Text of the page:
to cut through the allied forces and turn the tide of the war in Hitler's favor.
The month-long "Battle of the Bulge" that ensued was the largest and among the
bloodiest battles in the European Theater of Operations. December 23-24, the height of the battle, 610,000 allied men joined the fighting.
The most crucial point came
when the Germans threatened to overrun American defenses in the Ardennes Forest, cut the Allied line in two and surge back into France. The 761st Battalion powered through extreme cold and heavy snow to reach the battle and help stop the German advance. The fight continued until mid-January.
Sherman tanks in combat, January 1945. Courtesy US Army.
During the Battle of the Bulge, Lieutenant Taylor received his second wound of the war when he was high in the thigh by a shell
fragment. He was able to keep fighting.
No mail was getting through to the soldiers from home. In Birmingham, England, six airplane hangars sat filled with Christmas
packages returned to the UK from the continent because it was impossible to deliver them during the Battle of the Bulge.
At Fort Oglethorpe, GA, the army was recruiting
Black WACs to ship overseas on a special assignment. In February 1945, two groups of women totaling 855 sailed to England. The 6888th Postal Directory Battalion, under the direction of Major Charity Adams tackled the hangar stacked with mail.
Lieutenant Vivian Elzie was one of 31 officers in the 6888th. Her job was the assistant mess officer, managing the mess hall for the WAC unit.
Major Charity Adams inspects her troops in Birmingham, England, February 1945.
The WACs of the 6888th worked around the clock, seven days a week. They patched boxes of cookies, deciphered torn envelopes, re-addressed and resent uncountable pieces of mail to the soldiers.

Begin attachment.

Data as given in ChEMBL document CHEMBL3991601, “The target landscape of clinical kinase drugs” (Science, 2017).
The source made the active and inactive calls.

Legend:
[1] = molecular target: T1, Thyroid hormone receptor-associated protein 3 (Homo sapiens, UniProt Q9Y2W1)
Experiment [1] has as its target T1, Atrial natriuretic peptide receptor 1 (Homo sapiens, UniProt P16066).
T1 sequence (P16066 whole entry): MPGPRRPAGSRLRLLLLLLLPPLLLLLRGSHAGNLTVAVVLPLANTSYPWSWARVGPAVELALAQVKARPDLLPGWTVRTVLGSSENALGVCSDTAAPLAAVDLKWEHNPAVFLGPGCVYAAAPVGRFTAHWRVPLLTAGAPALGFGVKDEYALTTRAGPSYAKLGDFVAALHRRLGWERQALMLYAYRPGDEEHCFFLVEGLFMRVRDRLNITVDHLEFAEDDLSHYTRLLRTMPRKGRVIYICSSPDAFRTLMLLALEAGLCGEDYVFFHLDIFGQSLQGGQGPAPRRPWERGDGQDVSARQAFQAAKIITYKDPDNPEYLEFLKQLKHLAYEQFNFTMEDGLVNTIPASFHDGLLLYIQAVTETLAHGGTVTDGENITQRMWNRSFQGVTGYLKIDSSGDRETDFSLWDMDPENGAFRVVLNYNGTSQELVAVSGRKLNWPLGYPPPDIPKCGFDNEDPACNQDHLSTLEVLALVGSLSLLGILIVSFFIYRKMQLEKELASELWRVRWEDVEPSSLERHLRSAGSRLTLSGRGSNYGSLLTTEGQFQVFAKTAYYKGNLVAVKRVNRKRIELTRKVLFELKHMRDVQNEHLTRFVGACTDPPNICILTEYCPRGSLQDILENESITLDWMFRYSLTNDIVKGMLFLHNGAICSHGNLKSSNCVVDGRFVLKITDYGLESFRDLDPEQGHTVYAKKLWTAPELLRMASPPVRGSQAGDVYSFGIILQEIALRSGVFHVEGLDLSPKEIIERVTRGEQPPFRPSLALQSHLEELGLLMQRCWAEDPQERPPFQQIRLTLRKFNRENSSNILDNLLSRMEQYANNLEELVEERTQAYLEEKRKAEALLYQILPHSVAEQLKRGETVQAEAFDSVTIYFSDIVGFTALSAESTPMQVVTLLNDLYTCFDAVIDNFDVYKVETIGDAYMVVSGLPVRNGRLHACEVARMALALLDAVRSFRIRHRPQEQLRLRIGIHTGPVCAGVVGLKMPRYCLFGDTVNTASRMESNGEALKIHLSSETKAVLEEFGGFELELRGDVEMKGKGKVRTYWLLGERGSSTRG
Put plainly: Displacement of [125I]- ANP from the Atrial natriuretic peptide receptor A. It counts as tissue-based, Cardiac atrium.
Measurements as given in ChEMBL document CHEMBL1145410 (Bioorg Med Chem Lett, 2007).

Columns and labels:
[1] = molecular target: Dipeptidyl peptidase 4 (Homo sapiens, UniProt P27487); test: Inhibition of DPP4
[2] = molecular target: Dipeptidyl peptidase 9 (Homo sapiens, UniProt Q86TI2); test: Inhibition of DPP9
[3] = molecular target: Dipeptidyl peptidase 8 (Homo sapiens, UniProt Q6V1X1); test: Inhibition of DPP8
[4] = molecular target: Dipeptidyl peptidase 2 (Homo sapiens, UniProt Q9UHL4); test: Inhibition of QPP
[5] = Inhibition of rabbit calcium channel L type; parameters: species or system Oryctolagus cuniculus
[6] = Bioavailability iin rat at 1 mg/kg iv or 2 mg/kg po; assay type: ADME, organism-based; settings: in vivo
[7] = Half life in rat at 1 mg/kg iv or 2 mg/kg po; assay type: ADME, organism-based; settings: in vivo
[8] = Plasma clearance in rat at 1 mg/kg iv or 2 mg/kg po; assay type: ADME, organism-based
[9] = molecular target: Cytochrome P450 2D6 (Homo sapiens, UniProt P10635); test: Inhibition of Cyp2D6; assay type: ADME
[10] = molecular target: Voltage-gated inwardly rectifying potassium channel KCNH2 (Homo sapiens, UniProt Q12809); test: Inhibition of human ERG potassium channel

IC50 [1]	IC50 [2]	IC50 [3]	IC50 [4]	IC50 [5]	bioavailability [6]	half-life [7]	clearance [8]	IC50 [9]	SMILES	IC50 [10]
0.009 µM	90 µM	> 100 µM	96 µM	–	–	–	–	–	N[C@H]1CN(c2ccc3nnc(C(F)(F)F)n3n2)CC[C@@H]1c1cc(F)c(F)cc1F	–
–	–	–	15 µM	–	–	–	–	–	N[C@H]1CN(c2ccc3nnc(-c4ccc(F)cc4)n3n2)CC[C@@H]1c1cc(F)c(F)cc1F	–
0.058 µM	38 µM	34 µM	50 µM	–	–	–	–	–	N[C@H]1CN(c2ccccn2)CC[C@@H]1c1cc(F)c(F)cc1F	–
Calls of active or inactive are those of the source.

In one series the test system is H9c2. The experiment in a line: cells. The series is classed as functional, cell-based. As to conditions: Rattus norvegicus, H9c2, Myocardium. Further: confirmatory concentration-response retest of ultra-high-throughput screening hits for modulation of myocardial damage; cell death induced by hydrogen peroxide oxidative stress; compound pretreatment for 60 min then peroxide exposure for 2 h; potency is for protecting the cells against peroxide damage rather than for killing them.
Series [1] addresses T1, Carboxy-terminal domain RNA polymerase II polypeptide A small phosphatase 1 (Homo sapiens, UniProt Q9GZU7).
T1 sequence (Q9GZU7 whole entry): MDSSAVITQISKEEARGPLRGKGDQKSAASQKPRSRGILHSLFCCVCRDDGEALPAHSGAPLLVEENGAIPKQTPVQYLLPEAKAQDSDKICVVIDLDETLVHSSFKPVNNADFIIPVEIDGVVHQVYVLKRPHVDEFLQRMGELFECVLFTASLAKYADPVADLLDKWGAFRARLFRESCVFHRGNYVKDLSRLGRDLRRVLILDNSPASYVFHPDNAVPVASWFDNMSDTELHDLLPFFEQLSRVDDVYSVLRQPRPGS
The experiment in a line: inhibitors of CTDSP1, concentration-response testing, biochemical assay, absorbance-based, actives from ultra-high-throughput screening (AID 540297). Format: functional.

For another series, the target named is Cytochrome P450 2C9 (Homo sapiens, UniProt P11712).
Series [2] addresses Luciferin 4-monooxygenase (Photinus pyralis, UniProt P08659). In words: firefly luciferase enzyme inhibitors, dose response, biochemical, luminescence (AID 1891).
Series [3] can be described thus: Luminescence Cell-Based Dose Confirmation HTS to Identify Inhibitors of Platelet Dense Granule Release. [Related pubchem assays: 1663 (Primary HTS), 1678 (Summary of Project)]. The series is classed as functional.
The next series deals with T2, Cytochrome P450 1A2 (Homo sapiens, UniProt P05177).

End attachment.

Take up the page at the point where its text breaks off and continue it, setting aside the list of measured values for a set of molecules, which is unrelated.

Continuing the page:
"Some people didn't understand about addressing letters, so they would just write a letter to their son or husband addressed 'To Junior,
U.S. Army' or 'To Sam, Army,' " said Mary Crawford Ragland, the clerk of the 6888th. "It was our job to figure out who those soldiers were and get them their mail."
"The longer we were away from home, the more we understood what had become sort of a motto “No mail,
Black women of the U.S. Army 6888th Postal Directory Battalion
in Birmingham England, 1945.
The 6888th broke all records for redirecting mail. Three eight-hour shifts averaged more than 65,000 pieces of mail a day. Long-delayed letters and packages reached battle casualties who had been moving too frequently for mail to catch up with them.
When the Battle of the
Bulge was won, the 761st Battalion crossed the Rhine River and advanced into Germany. Taylor's tank took a hit, and he was wounded again, this time more seriously. Even so, he managed to move his tank and others to safety where he received medical treatment. For valor while injured, he received a Purple Heart and a Silver Star.
Lt. Taylor was sent a hospital in England to
recuperate from his injuries and that's where he and Lt. Elzie met. After a brief courtship, he proposed. The two army officers married September 20, 1945, at the American Pro-Cathedral of the Holy Trinity in Paris.
In 1978, President Jimmy Carter awarded the 761st, a Presidential Citation. A bill has been introduced in Congress to award the unit a Congressional Gold Medal.
The 6888th Postal Directory Battalion was awarded a Congressional God Medal in February. Tony-award nominee Blair Underwood is developing a new Broadway-bound musical based on the battalion and a movie is in the works, too!